History of Silicon Valley Bank
- A commercial bank called Silicon Valley Bank (SVB) was established in Santa Clara, California, in 1983. The bank was founded to offer specialist financial services to Silicon Valley-based technology and life science businesses.
- SVB was one of the few banks that maintained a profit during the financial crisis of 2008. Mostly as a result of its cautious lending policies and emphasis on providing financial support to high-growth technology and life science businesses.
- In the years that followed, SVB kept growing its offerings and clientele, emerging as the industry’s top supplier of financial services to the innovation economy. The bank had more than 40 locations around the world as of 2021. Moreover, they offered financial services to more than 30,000 businesses in the technology and life science sectors.
America’s Silicon Valley Bank Reports a Loss
- Due to the rise in interest rates, startups have come under pressure. Many StartUps are customers of Silicon Valley Bank, and many of them have withdrawn their investments from Silicon Valley Bank.
- The CEO of Silicon Valley Bank Greg Becker said on Thursday that the company had sold its entire portfolio of assets. This brought in 21 billion USD. Nevertheless the Californian institution with strong ties to the IT industry disclosed a loss on the sale of securities of 1.8 billion dollars. Therfore they announced a capital increase.
Investors in Banks Worries About a Domino Effect
The share price of SVB Financial Group has fallen 70%, bringing down the whole global banking industry. Major U.S. banks like Bank of America were also attacked on Thursday evening. They losed more money than at any time in the previous three years. This is because investors are extremely concerned about additional loan defaults in the startup scene and the potential for a domino effect.
Response From Silicon Valley Bank And Investors
- The venture capital fund supported with emergency aid in the amount of 500 million dollars. However, a further USD 1.75 billion must be raised. Becker, the CEO of the bank, now desires to raise the final 1.75 billion via a capital increase. This, however, has little likelihood of success given the unstable state of the bank.
- SVB currently tries to reassure its customers that their money is safe. Bank CEO Becker now wants to raise the remaining 1.75 billion through a capital increase. This is the bank’s attempt to prevent further withdrawals of assets from the bank. The initial start-ups have apparently already been urged to withdraw even more payments from customers. More distress sales would subsequently be required by Silicon Valley Bank. This would lead to even more clients withdrawing their deposits.
- As investors in financial firms closely monitor other banks that might also be impacted by the crisis, emerging businesses or startups that need funding are looking for other lenders to deposit their money with.
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U.S. Authorities Seized The Assets of Silicon Valley Bank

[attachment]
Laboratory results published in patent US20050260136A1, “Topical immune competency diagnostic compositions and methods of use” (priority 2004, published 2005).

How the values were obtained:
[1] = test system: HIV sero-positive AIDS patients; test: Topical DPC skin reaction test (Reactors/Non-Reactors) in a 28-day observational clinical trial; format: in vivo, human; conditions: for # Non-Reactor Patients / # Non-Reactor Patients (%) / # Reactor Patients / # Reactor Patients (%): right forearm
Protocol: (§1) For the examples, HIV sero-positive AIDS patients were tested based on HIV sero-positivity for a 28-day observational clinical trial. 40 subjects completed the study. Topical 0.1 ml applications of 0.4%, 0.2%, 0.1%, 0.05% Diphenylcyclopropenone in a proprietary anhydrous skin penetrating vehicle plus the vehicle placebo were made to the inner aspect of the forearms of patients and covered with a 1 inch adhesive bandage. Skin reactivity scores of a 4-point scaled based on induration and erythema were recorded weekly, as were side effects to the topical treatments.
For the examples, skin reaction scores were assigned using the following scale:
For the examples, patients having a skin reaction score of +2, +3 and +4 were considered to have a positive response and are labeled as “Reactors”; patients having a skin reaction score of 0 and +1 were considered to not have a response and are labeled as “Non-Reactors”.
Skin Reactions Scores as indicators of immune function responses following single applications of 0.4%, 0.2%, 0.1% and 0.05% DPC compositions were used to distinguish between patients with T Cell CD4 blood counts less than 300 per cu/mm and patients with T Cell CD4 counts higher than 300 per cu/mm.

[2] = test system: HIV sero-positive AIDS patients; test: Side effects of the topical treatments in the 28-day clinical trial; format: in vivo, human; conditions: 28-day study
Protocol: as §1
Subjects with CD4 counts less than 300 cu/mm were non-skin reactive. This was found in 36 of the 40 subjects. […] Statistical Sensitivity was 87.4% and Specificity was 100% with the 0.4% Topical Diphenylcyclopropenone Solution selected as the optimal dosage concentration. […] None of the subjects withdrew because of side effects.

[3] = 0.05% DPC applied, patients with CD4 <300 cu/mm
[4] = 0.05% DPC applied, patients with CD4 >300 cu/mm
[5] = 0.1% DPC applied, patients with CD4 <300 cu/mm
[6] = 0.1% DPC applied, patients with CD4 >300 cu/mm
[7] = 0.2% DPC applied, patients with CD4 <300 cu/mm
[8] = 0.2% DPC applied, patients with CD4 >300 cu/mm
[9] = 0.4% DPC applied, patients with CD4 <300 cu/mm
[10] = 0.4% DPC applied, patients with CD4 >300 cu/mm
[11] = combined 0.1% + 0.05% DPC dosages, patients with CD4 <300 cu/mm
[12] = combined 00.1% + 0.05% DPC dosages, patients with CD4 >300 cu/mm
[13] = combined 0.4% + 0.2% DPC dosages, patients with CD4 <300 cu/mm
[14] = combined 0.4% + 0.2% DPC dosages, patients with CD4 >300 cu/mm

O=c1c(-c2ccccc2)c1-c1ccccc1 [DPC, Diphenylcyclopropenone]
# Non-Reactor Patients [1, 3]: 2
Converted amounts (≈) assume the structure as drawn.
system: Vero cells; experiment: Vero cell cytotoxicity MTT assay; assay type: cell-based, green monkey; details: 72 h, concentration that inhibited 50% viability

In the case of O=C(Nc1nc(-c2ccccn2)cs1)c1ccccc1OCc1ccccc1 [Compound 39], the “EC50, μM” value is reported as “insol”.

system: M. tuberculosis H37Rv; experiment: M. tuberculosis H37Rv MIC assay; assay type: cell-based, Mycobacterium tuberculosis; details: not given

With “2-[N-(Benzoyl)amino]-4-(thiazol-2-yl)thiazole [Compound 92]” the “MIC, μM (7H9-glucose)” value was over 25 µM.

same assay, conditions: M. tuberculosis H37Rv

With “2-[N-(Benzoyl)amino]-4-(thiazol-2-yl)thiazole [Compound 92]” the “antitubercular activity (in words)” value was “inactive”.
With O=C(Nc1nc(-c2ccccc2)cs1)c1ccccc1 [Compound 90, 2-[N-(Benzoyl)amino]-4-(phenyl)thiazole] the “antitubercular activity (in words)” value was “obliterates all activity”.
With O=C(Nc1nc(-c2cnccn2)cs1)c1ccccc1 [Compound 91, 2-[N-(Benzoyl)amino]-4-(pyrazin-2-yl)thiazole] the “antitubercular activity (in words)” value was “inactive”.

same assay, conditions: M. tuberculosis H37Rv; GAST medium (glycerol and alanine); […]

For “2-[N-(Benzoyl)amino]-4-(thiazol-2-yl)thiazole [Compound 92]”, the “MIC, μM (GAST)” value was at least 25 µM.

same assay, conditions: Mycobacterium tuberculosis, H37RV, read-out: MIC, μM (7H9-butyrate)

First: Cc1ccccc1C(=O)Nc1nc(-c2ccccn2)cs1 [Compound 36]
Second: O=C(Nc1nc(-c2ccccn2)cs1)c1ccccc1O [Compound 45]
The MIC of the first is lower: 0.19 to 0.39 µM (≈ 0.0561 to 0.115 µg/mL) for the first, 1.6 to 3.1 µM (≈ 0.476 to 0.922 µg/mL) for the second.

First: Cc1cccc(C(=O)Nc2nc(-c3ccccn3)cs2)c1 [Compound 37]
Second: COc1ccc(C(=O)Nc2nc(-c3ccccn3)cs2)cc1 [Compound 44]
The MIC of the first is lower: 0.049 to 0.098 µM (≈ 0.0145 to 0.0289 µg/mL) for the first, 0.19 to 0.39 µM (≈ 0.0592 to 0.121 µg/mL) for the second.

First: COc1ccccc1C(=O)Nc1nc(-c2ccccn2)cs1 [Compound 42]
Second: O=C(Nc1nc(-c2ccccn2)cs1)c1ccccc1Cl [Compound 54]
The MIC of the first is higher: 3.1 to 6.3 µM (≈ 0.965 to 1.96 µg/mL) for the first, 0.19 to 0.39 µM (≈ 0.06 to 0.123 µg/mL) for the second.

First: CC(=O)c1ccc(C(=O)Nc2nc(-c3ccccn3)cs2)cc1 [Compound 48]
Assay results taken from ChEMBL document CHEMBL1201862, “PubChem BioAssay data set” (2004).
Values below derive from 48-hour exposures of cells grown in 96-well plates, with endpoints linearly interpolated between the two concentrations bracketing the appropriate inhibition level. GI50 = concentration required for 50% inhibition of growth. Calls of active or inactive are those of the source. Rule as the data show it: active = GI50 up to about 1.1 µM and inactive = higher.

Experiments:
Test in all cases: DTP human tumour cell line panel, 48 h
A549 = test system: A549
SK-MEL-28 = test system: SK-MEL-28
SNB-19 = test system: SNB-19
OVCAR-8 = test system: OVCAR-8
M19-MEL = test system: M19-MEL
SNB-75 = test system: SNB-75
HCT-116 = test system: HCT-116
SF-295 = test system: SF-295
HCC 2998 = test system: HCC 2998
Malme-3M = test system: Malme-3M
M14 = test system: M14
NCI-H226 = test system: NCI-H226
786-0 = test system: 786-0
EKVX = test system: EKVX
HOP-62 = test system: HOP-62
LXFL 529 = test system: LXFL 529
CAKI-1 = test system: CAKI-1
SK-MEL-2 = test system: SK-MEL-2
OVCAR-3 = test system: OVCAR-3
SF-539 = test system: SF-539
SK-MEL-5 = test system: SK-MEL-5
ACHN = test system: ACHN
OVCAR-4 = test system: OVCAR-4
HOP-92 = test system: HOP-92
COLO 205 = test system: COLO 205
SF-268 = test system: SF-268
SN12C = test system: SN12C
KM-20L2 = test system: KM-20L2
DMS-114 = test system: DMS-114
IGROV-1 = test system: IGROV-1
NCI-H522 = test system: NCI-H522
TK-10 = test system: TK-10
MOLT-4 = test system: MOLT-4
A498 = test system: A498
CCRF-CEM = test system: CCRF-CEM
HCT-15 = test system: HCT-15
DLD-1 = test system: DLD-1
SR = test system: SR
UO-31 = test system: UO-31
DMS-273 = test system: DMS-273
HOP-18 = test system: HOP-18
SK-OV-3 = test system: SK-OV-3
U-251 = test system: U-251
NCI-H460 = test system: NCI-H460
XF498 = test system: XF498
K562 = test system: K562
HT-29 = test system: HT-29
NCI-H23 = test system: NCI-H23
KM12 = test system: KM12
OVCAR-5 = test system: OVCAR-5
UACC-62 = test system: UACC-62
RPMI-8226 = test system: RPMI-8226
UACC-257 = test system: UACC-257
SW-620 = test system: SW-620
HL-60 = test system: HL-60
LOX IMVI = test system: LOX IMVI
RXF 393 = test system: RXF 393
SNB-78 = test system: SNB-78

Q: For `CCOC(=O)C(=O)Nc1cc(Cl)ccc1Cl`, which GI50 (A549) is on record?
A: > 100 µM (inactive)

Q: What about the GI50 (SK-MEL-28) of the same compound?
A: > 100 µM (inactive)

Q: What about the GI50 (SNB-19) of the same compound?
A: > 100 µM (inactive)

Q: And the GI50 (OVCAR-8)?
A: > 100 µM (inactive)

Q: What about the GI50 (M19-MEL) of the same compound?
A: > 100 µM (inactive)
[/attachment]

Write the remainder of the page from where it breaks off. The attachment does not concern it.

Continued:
Silicon Valley Bank’s US operations have been put on hold. The big bank’s assets were taken by bank insurer Federal Deposit Insurance Corporation. The public deposit insurance fund, or FDIC, claimed that guaranteed deposits from the California bank were moved to a new bank it had founded called DINB. According to the FDIC, the bank has $175.4 billion in deposits and $209 billion in assets.
As a result, it qualifies as the biggest banking collapse since the financial crisis of 2008.
Opportunities of Investment in Latin America
- The current crisis at Silicon Valley Bank (SVB) could have a significant impact on the startup ecosystem in Latin America if it leads to a domino effect on the US economy. As the banking sector faces financial damage. It also may reduce the willingness to provide startups with the necessary credits on a global scale. This would make it difficult for Latin American startups to grow.
- This situation may reduce investment operations of American banks in Latin American startups. However, it also creates opportunities for startups in the region. For example, it opens up new possibilities for US startups to recruit human talent from countries like Colombia. Colombia has a large and talented labor force of around 25 million workers, with about 3 million highly educated young people entering the labor market every year. Moreover, recruitment in Latin America is comparatively less cost-intensive, mainly due to lower wages.
- Furthermore, Latin American countries have many trade agreements in the region, such as the Pacific Alliance or MERCOSUR. These agreements provide a well-connected trade infrastructure. It makes it easy for US companies to expand their businesses into Latin America without incurring high tariffs.
- Therefore, although the current SVB crisis may adversely impact the startup ecosystem in Latin America, it also creates new opportunities for US startups to recruit human talent and expand their businesses into Latin America.
The consequences cannot yet be seen from the current perspective. However, the 17 branches of the bank are expected to reopen on Monday and customers will have access to this money again by then at the latest. Whether a domino effect can be prevented, which could lead to a run on other banks can also not yet be clearly said. Nevertheless, there is a fear that a banking crisis like the one in 2008 is possible.
While the effects on the US American businesses and Start Up environment are uncertain, it is evident that the rise of the Latin American economy will open up a number of economic opportunities, such as the recruitment of human talent from the region’s highly trained labor force.